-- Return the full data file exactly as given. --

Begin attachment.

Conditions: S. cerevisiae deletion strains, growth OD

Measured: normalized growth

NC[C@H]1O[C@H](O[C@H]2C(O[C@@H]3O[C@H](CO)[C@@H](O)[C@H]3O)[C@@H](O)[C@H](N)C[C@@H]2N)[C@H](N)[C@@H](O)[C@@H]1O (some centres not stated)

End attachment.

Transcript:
Conditions: S. cerevisiae deletion strains, growth OD

Measured: normalized growth

NC[C@H]1O[C@H](O[C@H]2C(O[C@@H]3O[C@H](CO)[C@@H](O)[C@H]3O)[C@@H](O)[C@H](N)C[C@@H]2N)[C@H](N)[C@@H](O)[C@@H]1O (some centres not stated)